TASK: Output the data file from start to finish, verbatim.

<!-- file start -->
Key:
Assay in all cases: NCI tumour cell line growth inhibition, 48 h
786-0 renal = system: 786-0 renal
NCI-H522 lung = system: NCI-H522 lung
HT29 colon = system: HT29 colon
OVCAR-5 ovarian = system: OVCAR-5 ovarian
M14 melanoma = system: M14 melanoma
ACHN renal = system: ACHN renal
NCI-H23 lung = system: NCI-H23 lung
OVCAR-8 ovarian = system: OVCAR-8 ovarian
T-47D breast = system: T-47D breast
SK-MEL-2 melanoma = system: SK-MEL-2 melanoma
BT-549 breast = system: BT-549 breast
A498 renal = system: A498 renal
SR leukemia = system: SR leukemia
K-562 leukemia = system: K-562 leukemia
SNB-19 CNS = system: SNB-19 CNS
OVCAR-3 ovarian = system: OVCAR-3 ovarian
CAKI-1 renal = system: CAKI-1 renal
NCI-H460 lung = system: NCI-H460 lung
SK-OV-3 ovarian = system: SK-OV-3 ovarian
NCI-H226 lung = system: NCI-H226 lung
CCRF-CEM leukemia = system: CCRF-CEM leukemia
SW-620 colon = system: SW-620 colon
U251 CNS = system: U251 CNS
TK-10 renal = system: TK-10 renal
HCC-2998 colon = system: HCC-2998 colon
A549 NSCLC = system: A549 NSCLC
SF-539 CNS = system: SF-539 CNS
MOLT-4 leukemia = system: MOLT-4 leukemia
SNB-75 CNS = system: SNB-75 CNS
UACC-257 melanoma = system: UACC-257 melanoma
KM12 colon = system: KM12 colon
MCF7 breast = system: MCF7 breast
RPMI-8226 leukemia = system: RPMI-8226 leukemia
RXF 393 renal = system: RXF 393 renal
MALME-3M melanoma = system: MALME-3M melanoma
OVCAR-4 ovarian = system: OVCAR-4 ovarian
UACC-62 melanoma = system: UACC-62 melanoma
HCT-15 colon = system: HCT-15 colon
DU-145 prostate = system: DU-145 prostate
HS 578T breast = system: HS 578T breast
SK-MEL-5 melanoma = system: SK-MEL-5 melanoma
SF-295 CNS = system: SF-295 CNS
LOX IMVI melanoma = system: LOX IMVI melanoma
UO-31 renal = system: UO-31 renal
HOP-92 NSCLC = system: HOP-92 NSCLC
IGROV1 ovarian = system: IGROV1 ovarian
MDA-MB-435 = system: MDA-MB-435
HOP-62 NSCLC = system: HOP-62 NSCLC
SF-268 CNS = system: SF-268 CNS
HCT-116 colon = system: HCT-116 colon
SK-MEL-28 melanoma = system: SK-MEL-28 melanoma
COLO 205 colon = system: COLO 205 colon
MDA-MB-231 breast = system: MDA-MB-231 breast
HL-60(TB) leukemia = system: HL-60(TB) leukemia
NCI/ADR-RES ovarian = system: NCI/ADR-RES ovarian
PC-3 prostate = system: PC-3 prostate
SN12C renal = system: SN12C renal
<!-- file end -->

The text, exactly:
Key:
Assay in all cases: NCI tumour cell line growth inhibition, 48 h
786-0 renal = system: 786-0 renal
NCI-H522 lung = system: NCI-H522 lung
HT29 colon = system: HT29 colon
OVCAR-5 ovarian = system: OVCAR-5 ovarian
M14 melanoma = system: M14 melanoma
ACHN renal = system: ACHN renal
NCI-H23 lung = system: NCI-H23 lung
OVCAR-8 ovarian = system: OVCAR-8 ovarian
T-47D breast = system: T-47D breast
SK-MEL-2 melanoma = system: SK-MEL-2 melanoma
BT-549 breast = system: BT-549 breast
A498 renal = system: A498 renal
SR leukemia = system: SR leukemia
K-562 leukemia = system: K-562 leukemia
SNB-19 CNS = system: SNB-19 CNS
OVCAR-3 ovarian = system: OVCAR-3 ovarian
CAKI-1 renal = system: CAKI-1 renal
NCI-H460 lung = system: NCI-H460 lung
SK-OV-3 ovarian = system: SK-OV-3 ovarian
NCI-H226 lung = system: NCI-H226 lung
CCRF-CEM leukemia = system: CCRF-CEM leukemia
SW-620 colon = system: SW-620 colon
U251 CNS = system: U251 CNS
TK-10 renal = system: TK-10 renal
HCC-2998 colon = system: HCC-2998 colon
A549 NSCLC = system: A549 NSCLC
SF-539 CNS = system: SF-539 CNS
MOLT-4 leukemia = system: MOLT-4 leukemia
SNB-75 CNS = system: SNB-75 CNS
UACC-257 melanoma = system: UACC-257 melanoma
KM12 colon = system: KM12 colon
MCF7 breast = system: MCF7 breast
RPMI-8226 leukemia = system: RPMI-8226 leukemia
RXF 393 renal = system: RXF 393 renal
MALME-3M melanoma = system: MALME-3M melanoma
OVCAR-4 ovarian = system: OVCAR-4 ovarian
UACC-62 melanoma = system: UACC-62 melanoma
HCT-15 colon = system: HCT-15 colon
DU-145 prostate = system: DU-145 prostate
HS 578T breast = system: HS 578T breast
SK-MEL-5 melanoma = system: SK-MEL-5 melanoma
SF-295 CNS = system: SF-295 CNS
LOX IMVI melanoma = system: LOX IMVI melanoma
UO-31 renal = system: UO-31 renal
HOP-92 NSCLC = system: HOP-92 NSCLC
IGROV1 ovarian = system: IGROV1 ovarian
MDA-MB-435 = system: MDA-MB-435
HOP-62 NSCLC = system: HOP-62 NSCLC
SF-268 CNS = system: SF-268 CNS
HCT-116 colon = system: HCT-116 colon
SK-MEL-28 melanoma = system: SK-MEL-28 melanoma
COLO 205 colon = system: COLO 205 colon
MDA-MB-231 breast = system: MDA-MB-231 breast
HL-60(TB) leukemia = system: HL-60(TB) leukemia
NCI/ADR-RES ovarian = system: NCI/ADR-RES ovarian
PC-3 prostate = system: PC-3 prostate
SN12C renal = system: SN12C renal